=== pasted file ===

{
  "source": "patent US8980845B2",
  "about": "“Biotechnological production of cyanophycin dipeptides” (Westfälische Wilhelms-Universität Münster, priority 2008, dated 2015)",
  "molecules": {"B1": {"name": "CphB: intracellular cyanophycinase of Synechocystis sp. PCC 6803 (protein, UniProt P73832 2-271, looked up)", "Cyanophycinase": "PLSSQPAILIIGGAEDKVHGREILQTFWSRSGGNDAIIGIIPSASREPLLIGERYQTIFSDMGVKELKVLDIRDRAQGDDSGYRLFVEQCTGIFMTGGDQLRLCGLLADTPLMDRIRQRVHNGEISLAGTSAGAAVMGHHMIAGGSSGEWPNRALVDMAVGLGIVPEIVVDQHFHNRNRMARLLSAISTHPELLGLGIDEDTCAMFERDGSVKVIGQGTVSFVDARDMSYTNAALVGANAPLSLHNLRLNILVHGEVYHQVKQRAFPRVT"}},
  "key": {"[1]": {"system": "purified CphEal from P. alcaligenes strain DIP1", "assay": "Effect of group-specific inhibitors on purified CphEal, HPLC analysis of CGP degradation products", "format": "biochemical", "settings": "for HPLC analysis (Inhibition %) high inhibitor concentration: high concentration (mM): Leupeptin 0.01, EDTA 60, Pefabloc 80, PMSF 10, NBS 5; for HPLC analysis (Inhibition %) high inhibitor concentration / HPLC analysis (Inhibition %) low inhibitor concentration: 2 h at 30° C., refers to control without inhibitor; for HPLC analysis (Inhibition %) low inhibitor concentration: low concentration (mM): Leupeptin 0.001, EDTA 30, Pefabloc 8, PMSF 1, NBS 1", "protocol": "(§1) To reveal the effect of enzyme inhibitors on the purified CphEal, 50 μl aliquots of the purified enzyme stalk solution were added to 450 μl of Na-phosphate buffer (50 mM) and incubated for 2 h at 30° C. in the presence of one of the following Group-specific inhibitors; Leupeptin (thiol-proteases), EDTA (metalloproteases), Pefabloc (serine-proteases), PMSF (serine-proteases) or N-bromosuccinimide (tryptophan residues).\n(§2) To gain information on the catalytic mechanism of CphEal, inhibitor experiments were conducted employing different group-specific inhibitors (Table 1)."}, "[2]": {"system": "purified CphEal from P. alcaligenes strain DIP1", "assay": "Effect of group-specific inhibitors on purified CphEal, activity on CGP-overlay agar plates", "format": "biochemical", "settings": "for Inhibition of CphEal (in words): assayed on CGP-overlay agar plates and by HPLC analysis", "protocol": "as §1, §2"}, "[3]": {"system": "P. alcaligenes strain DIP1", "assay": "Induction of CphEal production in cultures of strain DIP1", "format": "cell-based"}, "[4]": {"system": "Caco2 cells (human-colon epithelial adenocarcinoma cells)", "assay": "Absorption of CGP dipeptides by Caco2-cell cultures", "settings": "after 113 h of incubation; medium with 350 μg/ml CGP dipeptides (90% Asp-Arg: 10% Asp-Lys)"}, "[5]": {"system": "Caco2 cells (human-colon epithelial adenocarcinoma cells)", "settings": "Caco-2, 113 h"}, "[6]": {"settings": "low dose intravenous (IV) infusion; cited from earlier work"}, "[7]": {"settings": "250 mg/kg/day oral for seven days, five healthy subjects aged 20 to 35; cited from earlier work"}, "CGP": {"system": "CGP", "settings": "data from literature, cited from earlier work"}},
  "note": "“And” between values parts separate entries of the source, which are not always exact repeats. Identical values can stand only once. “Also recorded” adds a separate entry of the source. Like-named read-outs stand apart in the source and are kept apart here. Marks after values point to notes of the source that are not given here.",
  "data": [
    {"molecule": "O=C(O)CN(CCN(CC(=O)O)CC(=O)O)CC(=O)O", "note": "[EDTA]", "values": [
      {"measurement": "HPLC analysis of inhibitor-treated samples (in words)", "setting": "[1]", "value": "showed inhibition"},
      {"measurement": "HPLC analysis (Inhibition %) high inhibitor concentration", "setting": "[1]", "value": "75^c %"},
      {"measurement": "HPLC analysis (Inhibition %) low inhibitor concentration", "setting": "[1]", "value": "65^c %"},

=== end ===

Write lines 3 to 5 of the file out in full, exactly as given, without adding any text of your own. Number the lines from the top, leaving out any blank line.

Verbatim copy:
  "about": "“Biotechnological production of cyanophycin dipeptides” (Westfälische Wilhelms-Universität Münster, priority 2008, dated 2015)",
  "molecules": {"B1": {"name": "CphB: intracellular cyanophycinase of Synechocystis sp. PCC 6803 (protein, UniProt P73832 2-271, looked up)", "Cyanophycinase": "PLSSQPAILIIGGAEDKVHGREILQTFWSRSGGNDAIIGIIPSASREPLLIGERYQTIFSDMGVKELKVLDIRDRAQGDDSGYRLFVEQCTGIFMTGGDQLRLCGLLADTPLMDRIRQRVHNGEISLAGTSAGAAVMGHHMIAGGSSGEWPNRALVDMAVGLGIVPEIVVDQHFHNRNRMARLLSAISTHPELLGLGIDEDTCAMFERDGSVKVIGQGTVSFVDARDMSYTNAALVGANAPLSLHNLRLNILVHGEVYHQVKQRAFPRVT"}},
  "key": {"[1]": {"system": "purified CphEal from P. alcaligenes strain DIP1", "assay": "Effect of group-specific inhibitors on purified CphEal, HPLC analysis of CGP degradation products", "format": "biochemical", "settings": "for HPLC analysis (Inhibition %) high inhibitor concentration: high concentration (mM): Leupeptin 0.01, EDTA 60, Pefabloc 80, PMSF 10, NBS 5; for HPLC analysis (Inhibition %) high inhibitor concentration / HPLC analysis (Inhibition %) low inhibitor concentration: 2 h at 30° C., refers to control without inhibitor; for HPLC analysis (Inhibition %) low inhibitor concentration: low concentration (mM): Leupeptin 0.001, EDTA 30, Pefabloc 8, PMSF 1, NBS 1", "protocol": "(§1) To reveal the effect of enzyme inhibitors on the purified CphEal, 50 μl aliquots of the purified enzyme stalk solution were added to 450 μl of Na-phosphate buffer (50 mM) and incubated for 2 h at 30° C. in the presence of one of the following Group-specific inhibitors; Leupeptin (thiol-proteases), EDTA (metalloproteases), Pefabloc (serine-proteases), PMSF (serine-proteases) or N-bromosuccinimide (tryptophan residues).\n(§2) To gain information on the catalytic mechanism of CphEal, inhibitor experiments were conducted employing different group-specific inhibitors (Table 1)."}, "[2]": {"system": "purified CphEal from P. alcaligenes strain DIP1", "assay": "Effect of group-specific inhibitors on purified CphEal, activity on CGP-overlay agar plates", "format": "biochemical", "settings": "for Inhibition of CphEal (in words): assayed on CGP-overlay agar plates and by HPLC analysis", "protocol": "as §1, §2"}, "[3]": {"system": "P. alcaligenes strain DIP1", "assay": "Induction of CphEal production in cultures of strain DIP1", "format": "cell-based"}, "[4]": {"system": "Caco2 cells (human-colon epithelial adenocarcinoma cells)", "assay": "Absorption of CGP dipeptides by Caco2-cell cultures", "settings": "after 113 h of incubation; medium with 350 μg/ml CGP dipeptides (90% Asp-Arg: 10% Asp-Lys)"}, "[5]": {"system": "Caco2 cells (human-colon epithelial adenocarcinoma cells)", "settings": "Caco-2, 113 h"}, "[6]": {"settings": "low dose intravenous (IV) infusion; cited from earlier work"}, "[7]": {"settings": "250 mg/kg/day oral for seven days, five healthy subjects aged 20 to 35; cited from earlier work"}, "CGP": {"system": "CGP", "settings": "data from literature, cited from earlier work"}},